Skift Take

Business travel is obviously a great way to advance your career, but few talk about the negative effects like weight gain, stress, and problems with personal relationships. As younger professionals enter the workforce, more travel managers and corporate leaders should pay attention to the ways that business travel can lead to a problematic lifestyle.


I just got back from the annual Skift retreat in Puerto Rico, but there’s still a full slate of corporate travel stories for you, the beloved reader. Does planting trees with your co-workers count as bleisure? I’d say yes.

This week I analyzed the latest data from Hilton on the habits and desires of business travelers under 35 years old. In short: They love to travel for work, but it’s making them gain weight and lose touch with the people in their personal lives. Their companies have to do a better job understanding that a lack of work-life balance isn’t OK just because they don’t have a family yet.

I can say from experience that coping with the stress and lifestyle disruption of constant business travel is a major challenge that most young professionals are simply unprepared for.

We also have the latest research into how President Trump’s travel policies will hurt international business travel and some new insight into the high costs of project-based business travel.

Check it all out below.

If you have any feedback about the newsletter or news tips, feel free to reach out via email at [email protected] or tweet me @sheivach.

— Andrew Sheivachman, Business Travel Editor

Airlines, Hotels, and Innovation

Young Professionals Are Stressed Out But Still Love Business Travel: It’s no surprise that business travel is seen as a great way to help launch your career, but it also stresses out young professionals and negatively impacts their personal lives.

Trump Border Policies Are Bad for Business Travel, Survey Finds: The initial travel ban caused widespread chaos and confusion, and uncertainty has remained amid court challenges. Now that the U.S. Supreme Court has upheld the ban, will business travel suffer as this survey suggests?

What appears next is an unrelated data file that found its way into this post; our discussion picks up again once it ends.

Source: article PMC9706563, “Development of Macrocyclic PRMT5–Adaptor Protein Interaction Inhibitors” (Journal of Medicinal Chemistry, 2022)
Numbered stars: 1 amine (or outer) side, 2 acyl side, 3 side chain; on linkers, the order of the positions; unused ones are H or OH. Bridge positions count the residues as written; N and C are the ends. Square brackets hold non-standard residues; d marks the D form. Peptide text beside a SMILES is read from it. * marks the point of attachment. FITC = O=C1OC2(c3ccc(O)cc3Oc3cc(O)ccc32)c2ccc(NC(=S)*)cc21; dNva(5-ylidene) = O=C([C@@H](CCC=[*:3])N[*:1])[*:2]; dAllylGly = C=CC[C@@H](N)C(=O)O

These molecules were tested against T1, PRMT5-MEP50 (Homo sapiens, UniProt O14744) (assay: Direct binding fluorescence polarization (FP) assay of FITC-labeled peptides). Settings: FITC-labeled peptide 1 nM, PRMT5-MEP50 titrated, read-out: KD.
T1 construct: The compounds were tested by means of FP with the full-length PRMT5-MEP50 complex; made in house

Project-Based Business Trips Are More Expensive Than Traditional Corporate Travel: Project-based business trips are more costly than other types of business travel in the U.S., but account for only a small percentage of the overall trips taken each year. This may rise, though, as the manufacturing and construction sectors continue to grow.

Trump Travel Ban Upheld in Divided U.S. Supreme Court Decision: In 2015, then-candidate Donald Trump called for a shutdown of Muslims entering the country. More than a year and much chaos after he was elected, the Supreme Court has allowed him to make a version of that bigoted campaign rhetoric the law of the land.

The Future of Travel

Loyalty Members Notch a Win With Court Ruling on American Express Lawsuit: The rich get richer. A Supreme Court decision on Monday is a win for the loyalty program members who are wealthy and credit-worthy. But can American Express still keep charging these rates to merchants given the competition?

Priority Pass Shifts to Restaurants and Airport Suites as Demographics Change: A curious number of airport restaurants have started partnering with Priority Pass in the last two years. More options are a good thing.

Chinese Airlines Hit With Rising Costs Due to U.S. Trade Quarrel: The Chinese yuan has depreciated 5 percent against the U.S. dollar, making airline purchases of aircraft and payments of debts and leases costlier. Don’t expect bold moves from them until the prospect of a trade war fades.


Skift Business Travel Editor Andrew Sheivachman [[email protected]] curates the Skift Corporate Travel Innovation Report. Skift emails the newsletter every Thursday.

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Tags: business travel, corporate travel, ctir, millennials

Photo credit: In this Sunday, Nov. 29, 2015, file photo, travelers line up at a security checkpoint area in Terminal 3 at O'Hare International Airport in Chicago. Nam Y. Huh / Associated Press

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